Hedge fund billionaire Bill Ackman, wife buy 4.9% stake in Tel Aviv Stock Exchange

Hedge fund billionaire Bill Ackman and his wife Neri Oxman have bought a 4.9 per cent stake in the Tel Aviv Stock Exchange (TASE), the exchange announced in a press release Wednesday.

The announcement came as the Israeli stock exchange unveiled the pricing of a secondary offering of 17,156,677 shares, or 18.5 per cent of its market value, priced at 20.60 shekels ($5.50) a share, putting Ackman and Oxman’s purchase at $17.3 million.

“The transaction drew robust interest from investors across Israel, the United States, Europe, and Australia, reflecting a strong vote of confidence in both the Tel Aviv Stock Exchange and the Israeli economy at large,” the TASE statement read.

The couple were the only buyers named by the TASE. The transaction marks one of the most significant investments in Israel since its aggression against Gaza in October. Despite a flailing economy according to economists and international rating agencies, Israel is mobilising against what they see as an existential threat to continue one of the bloodiest wars, with more than 25,000 Palestinians been killed, 70 per cent of them women and children.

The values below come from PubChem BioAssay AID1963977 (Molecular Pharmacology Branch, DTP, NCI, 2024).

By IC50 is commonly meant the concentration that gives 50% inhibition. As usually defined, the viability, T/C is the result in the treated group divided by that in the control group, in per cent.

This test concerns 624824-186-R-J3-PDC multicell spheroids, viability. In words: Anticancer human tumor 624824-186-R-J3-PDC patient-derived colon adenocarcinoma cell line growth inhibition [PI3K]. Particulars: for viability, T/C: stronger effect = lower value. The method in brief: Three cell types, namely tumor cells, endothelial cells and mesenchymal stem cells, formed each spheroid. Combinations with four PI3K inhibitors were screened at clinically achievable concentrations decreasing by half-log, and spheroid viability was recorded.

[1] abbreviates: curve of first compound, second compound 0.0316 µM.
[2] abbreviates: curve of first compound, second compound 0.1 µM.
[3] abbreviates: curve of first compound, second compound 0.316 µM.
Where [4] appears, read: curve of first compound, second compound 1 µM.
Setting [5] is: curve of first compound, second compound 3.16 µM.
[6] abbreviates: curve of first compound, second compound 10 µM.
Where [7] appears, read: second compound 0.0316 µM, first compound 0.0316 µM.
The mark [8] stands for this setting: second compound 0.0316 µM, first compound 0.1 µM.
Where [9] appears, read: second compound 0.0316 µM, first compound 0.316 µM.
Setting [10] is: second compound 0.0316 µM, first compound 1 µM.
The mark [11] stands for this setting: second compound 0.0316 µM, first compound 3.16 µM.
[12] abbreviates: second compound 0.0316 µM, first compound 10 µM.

Who is Bill Ackman?

Ackman is founder of New York-based hedge fund Pershing Square Capital Management and is known for his activist campaigns at big companies, including dietary supplements company Herbalife, department store JCPenney and Canadian Pacific Railway. In 2023, his main fund gained 27 per cent, making $3.5 billion for investors.

Since the Israeli aggression began, he has deployed his activist tactics outside his usual realm, waging campaigns against several major U.S. universities — including his alma mater Harvard. He claimed that these universities have not done enough to combat antisemitism.

Having 1.1 million followers on social media platform X, Ackman publicly called for the resignations of the presidents of Harvard, the University of Pennsylvania, and MIT following criticism of their performance at a congressional hearing about antisemitism on university campuses late 2023.

The U.S. billionaire led a smear campaign on X against Harvard president Claudine Gay, claiming that the university’s leadership had not done enough to support Jewish students. Gay resigned on January 2, in part over allegations of plagiarism. The president of the University of Pennsylvania has also stepped down since last year’s congressional hearing.

Ackman also launched a vicious campaign against Business Insider and its German parent company Axel Springer after the news portal published plagiarism allegations against his wife Oxman, an academic, on January 4.  An internal investigation by Axel Springer found Business Insider’s reporting of plagiarism allegations against Oxman accurate and “well documented” and said it stood by the publication. As a result, Ackman has threatened legal action against the title and its owner.

Leave a comment